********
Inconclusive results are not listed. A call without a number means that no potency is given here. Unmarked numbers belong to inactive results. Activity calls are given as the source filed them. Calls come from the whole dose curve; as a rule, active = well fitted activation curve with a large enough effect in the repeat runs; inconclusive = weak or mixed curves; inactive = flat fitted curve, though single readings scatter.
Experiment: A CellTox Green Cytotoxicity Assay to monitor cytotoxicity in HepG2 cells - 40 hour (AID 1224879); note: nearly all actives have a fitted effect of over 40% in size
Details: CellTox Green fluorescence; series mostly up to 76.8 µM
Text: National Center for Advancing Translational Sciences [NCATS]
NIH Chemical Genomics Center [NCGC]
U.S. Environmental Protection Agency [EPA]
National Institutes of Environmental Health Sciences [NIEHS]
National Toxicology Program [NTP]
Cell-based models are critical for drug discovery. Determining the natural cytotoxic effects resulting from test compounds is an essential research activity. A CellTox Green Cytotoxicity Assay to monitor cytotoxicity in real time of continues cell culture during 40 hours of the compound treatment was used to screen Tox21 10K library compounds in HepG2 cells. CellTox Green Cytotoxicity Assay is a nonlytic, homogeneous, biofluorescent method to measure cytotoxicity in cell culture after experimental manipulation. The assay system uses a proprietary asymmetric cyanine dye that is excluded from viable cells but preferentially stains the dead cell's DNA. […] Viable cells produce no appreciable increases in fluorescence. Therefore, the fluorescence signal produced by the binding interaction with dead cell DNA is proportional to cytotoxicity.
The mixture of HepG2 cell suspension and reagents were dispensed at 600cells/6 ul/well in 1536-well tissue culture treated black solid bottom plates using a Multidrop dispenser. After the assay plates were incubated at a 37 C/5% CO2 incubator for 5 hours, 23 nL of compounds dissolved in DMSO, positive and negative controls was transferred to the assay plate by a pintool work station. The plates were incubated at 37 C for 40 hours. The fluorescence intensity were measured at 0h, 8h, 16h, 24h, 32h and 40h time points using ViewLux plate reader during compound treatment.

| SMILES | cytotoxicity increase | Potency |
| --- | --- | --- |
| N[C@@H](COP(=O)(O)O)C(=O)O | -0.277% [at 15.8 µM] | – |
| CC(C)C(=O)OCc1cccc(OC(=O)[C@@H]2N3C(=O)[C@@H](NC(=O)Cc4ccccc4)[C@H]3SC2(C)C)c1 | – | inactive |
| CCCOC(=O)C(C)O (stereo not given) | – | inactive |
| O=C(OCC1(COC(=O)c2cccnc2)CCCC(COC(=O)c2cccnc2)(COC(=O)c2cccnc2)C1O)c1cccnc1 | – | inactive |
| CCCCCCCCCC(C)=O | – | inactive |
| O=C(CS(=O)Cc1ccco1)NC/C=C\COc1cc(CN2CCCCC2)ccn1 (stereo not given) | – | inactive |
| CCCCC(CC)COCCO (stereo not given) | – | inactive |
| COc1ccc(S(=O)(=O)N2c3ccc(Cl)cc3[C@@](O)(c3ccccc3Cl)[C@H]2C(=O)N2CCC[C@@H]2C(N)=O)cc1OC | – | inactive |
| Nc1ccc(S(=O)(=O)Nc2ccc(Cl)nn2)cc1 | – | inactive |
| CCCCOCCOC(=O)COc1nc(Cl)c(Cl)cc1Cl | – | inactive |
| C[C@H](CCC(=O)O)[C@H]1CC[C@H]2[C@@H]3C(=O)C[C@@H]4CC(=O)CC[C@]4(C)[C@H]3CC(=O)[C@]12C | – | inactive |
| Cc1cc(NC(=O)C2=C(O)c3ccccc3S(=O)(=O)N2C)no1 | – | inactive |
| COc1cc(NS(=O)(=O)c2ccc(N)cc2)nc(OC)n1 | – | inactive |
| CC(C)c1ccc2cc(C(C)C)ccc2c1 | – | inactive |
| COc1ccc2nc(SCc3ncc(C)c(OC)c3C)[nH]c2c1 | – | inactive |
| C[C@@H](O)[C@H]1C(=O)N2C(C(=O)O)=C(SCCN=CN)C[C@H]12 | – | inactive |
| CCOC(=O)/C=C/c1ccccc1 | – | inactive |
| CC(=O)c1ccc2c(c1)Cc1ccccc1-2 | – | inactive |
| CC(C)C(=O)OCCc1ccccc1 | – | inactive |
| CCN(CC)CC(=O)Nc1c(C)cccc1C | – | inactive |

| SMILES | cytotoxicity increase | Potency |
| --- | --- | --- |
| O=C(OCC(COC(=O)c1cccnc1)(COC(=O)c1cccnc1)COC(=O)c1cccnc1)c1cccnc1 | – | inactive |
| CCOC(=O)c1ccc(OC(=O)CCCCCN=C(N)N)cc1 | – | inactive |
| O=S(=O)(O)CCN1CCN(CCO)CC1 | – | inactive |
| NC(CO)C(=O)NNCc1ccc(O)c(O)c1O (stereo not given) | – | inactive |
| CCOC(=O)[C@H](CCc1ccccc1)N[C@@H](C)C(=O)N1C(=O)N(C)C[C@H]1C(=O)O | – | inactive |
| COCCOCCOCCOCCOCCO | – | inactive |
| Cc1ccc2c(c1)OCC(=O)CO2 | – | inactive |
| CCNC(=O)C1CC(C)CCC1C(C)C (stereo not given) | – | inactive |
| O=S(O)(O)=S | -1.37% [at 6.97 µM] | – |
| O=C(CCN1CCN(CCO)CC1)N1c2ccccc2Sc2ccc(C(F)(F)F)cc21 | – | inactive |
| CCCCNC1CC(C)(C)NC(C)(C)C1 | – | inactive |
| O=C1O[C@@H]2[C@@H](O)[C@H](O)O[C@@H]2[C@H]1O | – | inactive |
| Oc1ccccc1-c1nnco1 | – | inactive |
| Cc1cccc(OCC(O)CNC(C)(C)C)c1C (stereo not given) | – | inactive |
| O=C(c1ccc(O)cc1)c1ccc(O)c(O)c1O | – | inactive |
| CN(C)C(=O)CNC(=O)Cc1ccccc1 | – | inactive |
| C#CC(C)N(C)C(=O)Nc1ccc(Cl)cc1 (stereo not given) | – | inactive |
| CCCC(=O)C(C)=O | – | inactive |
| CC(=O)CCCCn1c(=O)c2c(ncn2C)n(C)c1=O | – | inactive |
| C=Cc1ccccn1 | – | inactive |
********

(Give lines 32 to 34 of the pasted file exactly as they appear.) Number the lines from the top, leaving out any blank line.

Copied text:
| CCN(CC)CC(=O)Nc1c(C)cccc1C | – | inactive |

| SMILES | cytotoxicity increase | Potency |
| --- | --- | --- |